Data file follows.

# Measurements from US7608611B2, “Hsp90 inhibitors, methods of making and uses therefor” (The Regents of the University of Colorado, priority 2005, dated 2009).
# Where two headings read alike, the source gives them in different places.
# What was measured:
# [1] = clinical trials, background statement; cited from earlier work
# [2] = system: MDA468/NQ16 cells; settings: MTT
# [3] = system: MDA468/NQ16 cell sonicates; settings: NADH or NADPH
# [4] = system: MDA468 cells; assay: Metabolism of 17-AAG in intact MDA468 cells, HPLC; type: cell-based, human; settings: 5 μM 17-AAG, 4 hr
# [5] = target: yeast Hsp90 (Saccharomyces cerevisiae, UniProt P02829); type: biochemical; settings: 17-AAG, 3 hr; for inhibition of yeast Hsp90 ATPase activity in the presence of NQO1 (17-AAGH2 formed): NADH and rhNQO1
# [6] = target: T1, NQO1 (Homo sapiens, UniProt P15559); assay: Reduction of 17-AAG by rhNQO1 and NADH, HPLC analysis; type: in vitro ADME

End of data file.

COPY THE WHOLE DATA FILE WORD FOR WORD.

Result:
# Measurements from US7608611B2, “Hsp90 inhibitors, methods of making and uses therefor” (The Regents of the University of Colorado, priority 2005, dated 2009).
# Where two headings read alike, the source gives them in different places.
# What was measured:
# [1] = clinical trials, background statement; cited from earlier work
# [2] = system: MDA468/NQ16 cells; settings: MTT
# [3] = system: MDA468/NQ16 cell sonicates; settings: NADH or NADPH
# [4] = system: MDA468 cells; assay: Metabolism of 17-AAG in intact MDA468 cells, HPLC; type: cell-based, human; settings: 5 μM 17-AAG, 4 hr
# [5] = target: yeast Hsp90 (Saccharomyces cerevisiae, UniProt P02829); type: biochemical; settings: 17-AAG, 3 hr; for inhibition of yeast Hsp90 ATPase activity in the presence of NQO1 (17-AAGH2 formed): NADH and rhNQO1
# [6] = target: T1, NQO1 (Homo sapiens, UniProt P15559); assay: Reduction of 17-AAG by rhNQO1 and NADH, HPLC analysis; type: in vitro ADME